says that “prostate cancer impacts men across the country, especially in rural America.” We did not know that prostate cancer was skewed rural.

Sen. Tester has introduced the Prostate Cancer Act to help organize and fund prostate cancer research. 

• This has nothing to do with rural, except that it has something to do with humanity, so… We read in the Boston Globe that the Boston Commons is seeking corporate support. Yes, ’tis a tragedy that the public sphere doesn’t have the funds to fix the commons’ cracked concrete, missing bricks and bald spot on the law. (See above.) 

Central Park in New York got some private money, so why not the Commons? The idea is to get some corporate money to help spruce up the place where this country’s independence began.

• Coal miners rallied on the steps of the U.S. Capitol where they protested the Obama Administration’s efforts to curb mountaintop removal mining. “This administration is trying to shut down coal and fire all of you,” claimed Rep. Hal Rogers, R-Ky., adding that the EPA was practicing “strangulation by regulation.” 

The industry group Faces of Coal paid for most of the travel for the miners. Coal state senators, Ds and Rs alike, came out to support a suspension of the EPA’s proposal that it regulate greenhouse gases, a step that would make coal a less attractive fuel.

• Lexington, Kentucky, is gearing up for the World Equestrian Games, attracting horses and people from around the world. The Lexington paper reports today on the wide-bodied Fed Ex jets hauling horseflesh from Europe and the Middle East.

Some 500 to 600 horses are flying to Kentucky. 

• Former Indiana Rep. Lee Hamilton looks back fondly on the good old days in a column by David Ignatius. The Washington Post columnist writes:

“The decline of governance has coincided with the rise of interest groups. Hamilton takes the example of agriculture policy: When he came to Congress, there were three big lobbying groups — the Farm Bureau, the Grange and the National Farmers Union. Today, it seems every commodity has its own aggressive advocacy group. And business groups, while denouncing government in general, all want their own particular breaks.”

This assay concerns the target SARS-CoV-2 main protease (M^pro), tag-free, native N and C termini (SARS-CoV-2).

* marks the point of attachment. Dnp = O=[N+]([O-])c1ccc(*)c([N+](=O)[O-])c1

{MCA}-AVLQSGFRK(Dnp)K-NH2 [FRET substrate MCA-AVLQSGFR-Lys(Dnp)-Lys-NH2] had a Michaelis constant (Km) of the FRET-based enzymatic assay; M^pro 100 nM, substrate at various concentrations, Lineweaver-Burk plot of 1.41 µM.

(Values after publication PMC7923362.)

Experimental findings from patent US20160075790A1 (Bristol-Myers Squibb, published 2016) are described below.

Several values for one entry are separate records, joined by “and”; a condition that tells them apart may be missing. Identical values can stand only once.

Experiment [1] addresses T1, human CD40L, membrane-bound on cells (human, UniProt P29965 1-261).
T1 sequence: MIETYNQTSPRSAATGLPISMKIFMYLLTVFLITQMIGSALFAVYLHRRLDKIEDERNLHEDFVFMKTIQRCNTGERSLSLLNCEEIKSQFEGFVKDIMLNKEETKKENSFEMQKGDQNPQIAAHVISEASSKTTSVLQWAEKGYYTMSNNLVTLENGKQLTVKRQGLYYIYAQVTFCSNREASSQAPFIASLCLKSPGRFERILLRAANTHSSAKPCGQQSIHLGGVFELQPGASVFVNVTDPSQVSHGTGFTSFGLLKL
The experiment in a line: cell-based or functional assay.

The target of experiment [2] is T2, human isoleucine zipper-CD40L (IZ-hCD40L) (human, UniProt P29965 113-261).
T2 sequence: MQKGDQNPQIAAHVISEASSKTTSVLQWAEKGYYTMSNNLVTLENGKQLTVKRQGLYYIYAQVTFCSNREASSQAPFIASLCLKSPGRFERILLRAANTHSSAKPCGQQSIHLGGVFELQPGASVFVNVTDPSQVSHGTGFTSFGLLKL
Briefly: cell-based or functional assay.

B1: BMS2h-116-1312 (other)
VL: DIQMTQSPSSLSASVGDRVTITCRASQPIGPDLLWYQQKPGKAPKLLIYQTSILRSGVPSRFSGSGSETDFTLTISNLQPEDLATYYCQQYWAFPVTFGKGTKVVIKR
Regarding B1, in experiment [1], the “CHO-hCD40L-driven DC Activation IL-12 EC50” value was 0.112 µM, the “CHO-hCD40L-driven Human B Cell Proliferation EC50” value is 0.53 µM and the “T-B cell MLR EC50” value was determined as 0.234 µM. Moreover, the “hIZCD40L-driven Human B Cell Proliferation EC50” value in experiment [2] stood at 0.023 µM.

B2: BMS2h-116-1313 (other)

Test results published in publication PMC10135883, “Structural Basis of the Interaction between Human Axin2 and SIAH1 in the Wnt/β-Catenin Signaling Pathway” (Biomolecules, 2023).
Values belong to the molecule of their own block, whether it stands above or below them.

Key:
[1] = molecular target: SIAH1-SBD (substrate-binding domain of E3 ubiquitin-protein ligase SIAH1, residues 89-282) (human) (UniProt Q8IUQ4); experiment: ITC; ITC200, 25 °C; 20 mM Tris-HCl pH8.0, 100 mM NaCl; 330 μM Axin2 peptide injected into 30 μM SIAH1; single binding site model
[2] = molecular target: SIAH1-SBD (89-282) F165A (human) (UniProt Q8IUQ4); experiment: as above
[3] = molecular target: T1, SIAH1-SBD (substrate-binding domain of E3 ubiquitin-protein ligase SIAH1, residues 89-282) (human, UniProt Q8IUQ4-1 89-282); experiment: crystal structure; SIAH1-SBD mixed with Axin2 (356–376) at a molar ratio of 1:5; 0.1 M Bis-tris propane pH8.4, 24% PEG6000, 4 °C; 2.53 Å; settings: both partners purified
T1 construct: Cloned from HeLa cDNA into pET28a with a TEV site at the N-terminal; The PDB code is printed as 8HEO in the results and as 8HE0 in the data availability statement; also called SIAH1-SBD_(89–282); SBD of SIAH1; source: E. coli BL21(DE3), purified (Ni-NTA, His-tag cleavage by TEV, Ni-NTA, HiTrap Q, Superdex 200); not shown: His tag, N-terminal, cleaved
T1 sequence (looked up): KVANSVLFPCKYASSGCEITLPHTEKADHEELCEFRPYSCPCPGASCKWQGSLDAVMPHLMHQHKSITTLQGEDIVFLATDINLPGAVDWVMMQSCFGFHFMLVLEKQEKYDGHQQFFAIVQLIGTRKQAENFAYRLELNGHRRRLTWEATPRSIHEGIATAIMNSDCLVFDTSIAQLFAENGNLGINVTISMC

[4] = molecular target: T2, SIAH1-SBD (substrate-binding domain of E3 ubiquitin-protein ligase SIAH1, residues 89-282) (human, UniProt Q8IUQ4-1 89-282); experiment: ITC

"> The Corporate Life of the Commons and Lee Hamilton Remembers - Daily Yonder

The Corporate Life of the Commons and Lee Hamilton Remembers

Montana Sen. Jon Tester says that "prostate cancer impacts men across the country, especially in rural America." We did not know that prostate cancer was skewed rural.

Sen. Tester has introduced the Prostate Cancer Act to help organize and fund prostate cancer research. 

• This has nothing to do with rural, except that it has something to do with humanity, so... We read in the Boston Globe that the Boston Commons is seeking corporate support. Yes, 'tis a tragedy that the public sphere doesn't have the funds to fix the commons' cracked concrete, missing bricks and bald spot on the law. (See above.) 

Central Park in New York got some private money, so why not the Commons? The idea is to get some corporate money to help spruce up the place where this country's independence began.

• Coal miners rallied on the steps of the U.S. Capitol where they protested the Obama Administration's efforts to curb mountaintop removal mining. “This administration is trying to shut down coal and fire all of you,” claimed Rep. Hal Rogers, R-Ky., adding that the EPA was practicing “strangulation by regulation.”